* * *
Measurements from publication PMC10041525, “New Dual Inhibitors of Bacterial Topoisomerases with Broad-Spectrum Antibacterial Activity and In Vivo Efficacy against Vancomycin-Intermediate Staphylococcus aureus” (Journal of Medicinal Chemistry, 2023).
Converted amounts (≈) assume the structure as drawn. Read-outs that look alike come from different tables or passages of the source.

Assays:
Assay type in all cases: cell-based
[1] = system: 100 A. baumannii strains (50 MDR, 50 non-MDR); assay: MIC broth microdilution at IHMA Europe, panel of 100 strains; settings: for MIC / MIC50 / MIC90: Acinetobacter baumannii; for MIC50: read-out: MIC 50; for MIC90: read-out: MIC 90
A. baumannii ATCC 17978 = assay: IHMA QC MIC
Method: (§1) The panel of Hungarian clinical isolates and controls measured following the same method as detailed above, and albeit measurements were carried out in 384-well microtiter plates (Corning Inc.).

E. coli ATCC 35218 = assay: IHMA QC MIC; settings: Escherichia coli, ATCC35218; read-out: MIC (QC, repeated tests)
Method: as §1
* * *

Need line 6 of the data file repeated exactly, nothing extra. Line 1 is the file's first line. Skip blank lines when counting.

A. baumannii ATCC 17978 = assay: IHMA QC MIC